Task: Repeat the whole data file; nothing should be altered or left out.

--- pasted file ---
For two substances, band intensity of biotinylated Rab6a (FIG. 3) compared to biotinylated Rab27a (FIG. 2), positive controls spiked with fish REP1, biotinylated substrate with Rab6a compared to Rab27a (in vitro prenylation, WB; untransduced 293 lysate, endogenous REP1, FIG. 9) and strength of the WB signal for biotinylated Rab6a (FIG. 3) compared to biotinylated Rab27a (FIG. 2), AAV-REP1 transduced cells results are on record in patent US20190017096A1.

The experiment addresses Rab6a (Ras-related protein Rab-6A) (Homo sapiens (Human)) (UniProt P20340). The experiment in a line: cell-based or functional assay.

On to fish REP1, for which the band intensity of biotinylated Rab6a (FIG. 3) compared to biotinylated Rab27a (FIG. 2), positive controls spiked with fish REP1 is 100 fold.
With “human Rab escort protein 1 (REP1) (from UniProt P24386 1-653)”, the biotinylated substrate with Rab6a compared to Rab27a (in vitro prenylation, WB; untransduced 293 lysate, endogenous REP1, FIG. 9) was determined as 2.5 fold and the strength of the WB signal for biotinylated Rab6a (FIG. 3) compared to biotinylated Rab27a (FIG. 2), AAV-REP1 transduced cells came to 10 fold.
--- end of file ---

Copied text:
For two substances, band intensity of biotinylated Rab6a (FIG. 3) compared to biotinylated Rab27a (FIG. 2), positive controls spiked with fish REP1, biotinylated substrate with Rab6a compared to Rab27a (in vitro prenylation, WB; untransduced 293 lysate, endogenous REP1, FIG. 9) and strength of the WB signal for biotinylated Rab6a (FIG. 3) compared to biotinylated Rab27a (FIG. 2), AAV-REP1 transduced cells results are on record in patent US20190017096A1.

The experiment addresses Rab6a (Ras-related protein Rab-6A) (Homo sapiens (Human)) (UniProt P20340). The experiment in a line: cell-based or functional assay.

On to fish REP1, for which the band intensity of biotinylated Rab6a (FIG. 3) compared to biotinylated Rab27a (FIG. 2), positive controls spiked with fish REP1 is 100 fold.
With “human Rab escort protein 1 (REP1) (from UniProt P24386 1-653)”, the biotinylated substrate with Rab6a compared to Rab27a (in vitro prenylation, WB; untransduced 293 lysate, endogenous REP1, FIG. 9) was determined as 2.5 fold and the strength of the WB signal for biotinylated Rab6a (FIG. 3) compared to biotinylated Rab27a (FIG. 2), AAV-REP1 transduced cells came to 10 fold.